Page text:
Exchange NDRs reports getting to the users mailboxes becasue spam

llarava used Ask the Experts™

Exchange 2003 Ent (Cluster Active-Passive) Clients: Outlook 2003


We have some users reporting that they have recevied NDRs letting them know that some of the messages they have sent our there have not being received.

This is cleary spam/email spoofing so that they can cause an DoS via NDR's. Also the NDR messages contains an HTML file attached that has a virus named by Symantec "JS.QsiFrame"

Here is what I think is going on

E-mail virus "X" is on Joe's computer. It harvests all of the e-mail addresses it can find (including yours). It picks one at random and "spoofs" that one as the sender address, thus ensuring Joe doesn't get suspicious seeing the spate of failure messages (because everybody has a bunch of "dead" addresses in their address book). You lucked out being picked as the spoofed address. You don't have a virus. Joe has a virus.


1.) Does anyone know how can I get the number of NDR's that the Exchange server is sending out there? Any other suggestions on how to track this down?

2.) We are currently using Postini as the Enterprise Inbound Spam filter. Does anyone know how can we prevent this from happening again via Postini or any other methods (native to Exchange 2003 or Exchange 2007/2010)

Thank you



This is an automatically generated Delivery Status Notification. Delivery to the following recipients failed.        {removed email address}  

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1. Go to ESM, SMTP virtual server properties, then Messages tab.  put your email address in the box to get a copy of NDRs.  Then you can see how many your dealing with.  2. I'm not up-to-speed with postini.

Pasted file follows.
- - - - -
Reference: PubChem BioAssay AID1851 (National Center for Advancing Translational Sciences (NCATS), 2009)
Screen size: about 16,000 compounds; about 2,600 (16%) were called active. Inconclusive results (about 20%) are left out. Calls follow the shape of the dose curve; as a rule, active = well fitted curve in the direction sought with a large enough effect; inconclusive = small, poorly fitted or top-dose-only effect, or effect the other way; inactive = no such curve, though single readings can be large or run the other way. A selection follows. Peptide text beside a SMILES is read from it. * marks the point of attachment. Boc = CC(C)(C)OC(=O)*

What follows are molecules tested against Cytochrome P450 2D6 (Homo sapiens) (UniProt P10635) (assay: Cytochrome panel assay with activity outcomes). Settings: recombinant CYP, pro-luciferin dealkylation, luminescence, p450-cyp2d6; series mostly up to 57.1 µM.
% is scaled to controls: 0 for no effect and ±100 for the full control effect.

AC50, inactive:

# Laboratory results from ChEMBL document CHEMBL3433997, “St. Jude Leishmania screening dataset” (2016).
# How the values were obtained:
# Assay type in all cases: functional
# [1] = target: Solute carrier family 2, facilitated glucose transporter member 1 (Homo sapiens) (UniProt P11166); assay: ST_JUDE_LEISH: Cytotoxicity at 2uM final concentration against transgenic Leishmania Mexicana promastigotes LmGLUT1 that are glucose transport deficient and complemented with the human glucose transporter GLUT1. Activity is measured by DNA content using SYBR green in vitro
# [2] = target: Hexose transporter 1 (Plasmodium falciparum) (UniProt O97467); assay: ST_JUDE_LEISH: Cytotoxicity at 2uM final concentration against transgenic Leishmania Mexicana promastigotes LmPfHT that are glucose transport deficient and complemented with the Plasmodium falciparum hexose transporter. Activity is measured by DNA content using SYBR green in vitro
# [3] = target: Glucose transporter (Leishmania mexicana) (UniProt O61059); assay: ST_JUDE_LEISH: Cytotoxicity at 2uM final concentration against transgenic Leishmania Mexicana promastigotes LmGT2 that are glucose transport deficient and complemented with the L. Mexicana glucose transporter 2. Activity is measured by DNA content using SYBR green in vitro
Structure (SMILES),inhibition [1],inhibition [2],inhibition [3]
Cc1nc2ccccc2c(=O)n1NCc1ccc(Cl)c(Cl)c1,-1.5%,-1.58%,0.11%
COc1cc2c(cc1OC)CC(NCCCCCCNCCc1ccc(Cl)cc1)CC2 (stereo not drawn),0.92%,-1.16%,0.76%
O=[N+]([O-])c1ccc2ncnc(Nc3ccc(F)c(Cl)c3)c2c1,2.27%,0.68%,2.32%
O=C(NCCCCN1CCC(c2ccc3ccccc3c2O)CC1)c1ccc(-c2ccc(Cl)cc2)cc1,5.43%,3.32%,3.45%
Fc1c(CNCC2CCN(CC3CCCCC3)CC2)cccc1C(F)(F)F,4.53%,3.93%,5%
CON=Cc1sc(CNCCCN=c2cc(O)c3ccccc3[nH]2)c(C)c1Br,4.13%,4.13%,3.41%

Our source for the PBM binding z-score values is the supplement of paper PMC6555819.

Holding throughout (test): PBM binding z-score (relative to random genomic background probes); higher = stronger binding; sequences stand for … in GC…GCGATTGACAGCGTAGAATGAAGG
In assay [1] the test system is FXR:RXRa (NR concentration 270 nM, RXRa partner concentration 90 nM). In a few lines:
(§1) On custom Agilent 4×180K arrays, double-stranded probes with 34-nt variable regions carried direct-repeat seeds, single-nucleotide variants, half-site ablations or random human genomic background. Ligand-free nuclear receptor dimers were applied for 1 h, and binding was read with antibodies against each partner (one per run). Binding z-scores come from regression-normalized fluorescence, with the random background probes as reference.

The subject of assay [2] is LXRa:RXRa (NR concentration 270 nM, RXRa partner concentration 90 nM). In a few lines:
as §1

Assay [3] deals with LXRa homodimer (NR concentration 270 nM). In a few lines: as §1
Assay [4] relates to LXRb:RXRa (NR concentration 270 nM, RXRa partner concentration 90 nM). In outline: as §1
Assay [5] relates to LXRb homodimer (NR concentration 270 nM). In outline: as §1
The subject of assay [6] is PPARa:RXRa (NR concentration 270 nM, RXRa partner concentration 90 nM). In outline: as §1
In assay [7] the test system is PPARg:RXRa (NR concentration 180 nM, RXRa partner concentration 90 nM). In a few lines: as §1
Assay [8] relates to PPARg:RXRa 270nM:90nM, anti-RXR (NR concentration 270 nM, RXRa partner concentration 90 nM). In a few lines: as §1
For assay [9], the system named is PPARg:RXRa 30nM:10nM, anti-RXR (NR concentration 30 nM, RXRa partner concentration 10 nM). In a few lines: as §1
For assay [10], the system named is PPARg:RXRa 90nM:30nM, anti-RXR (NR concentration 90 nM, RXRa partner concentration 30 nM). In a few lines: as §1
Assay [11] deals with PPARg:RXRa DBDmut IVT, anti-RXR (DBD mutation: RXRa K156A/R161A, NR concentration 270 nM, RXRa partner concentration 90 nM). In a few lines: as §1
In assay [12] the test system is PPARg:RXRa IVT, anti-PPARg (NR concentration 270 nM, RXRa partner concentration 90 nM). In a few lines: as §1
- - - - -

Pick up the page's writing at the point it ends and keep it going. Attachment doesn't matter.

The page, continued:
Barry GillChief of Staff
what Richclawson informs will only give you copies of NDR's sent by your Exchange server.

Many times these NDR's are sent by external servers. Your scenario of user gets infected and mail is sent out as addressbookentry@remotedomain is true and is a well documented form of blowback spam/viral payload delivery.

Postini should be blocking these as inbounds for you. Do they not examine weblinks for viral payload?

I work at Mimecast and we are good at handling these because we handle both inbound mail AND outbound mail. It gives us a good perspective on the traffic your users are generating and makes it very easy to see if users are trying to send out spoofed messages. Also, because we handle the outbound delivery, we are able to block these to make sure that you do not propogate traffic like this.


Thanks both for your anwser.

Can we try to search in some way for NRDs without having to forward them somewhere? Perhaps with the Message Tracking Center?


One more question:

For the time being and just to stop this can I block at the edge level by subject line equals : "Delivery Status Notification (Failure)" This is what we get from this type of spam but I am not sure if that is a standard message for an NDR type.

Barry GillChief of Staff

DSN = Delivery Status Notification. This is RFC standard so is to be expected.

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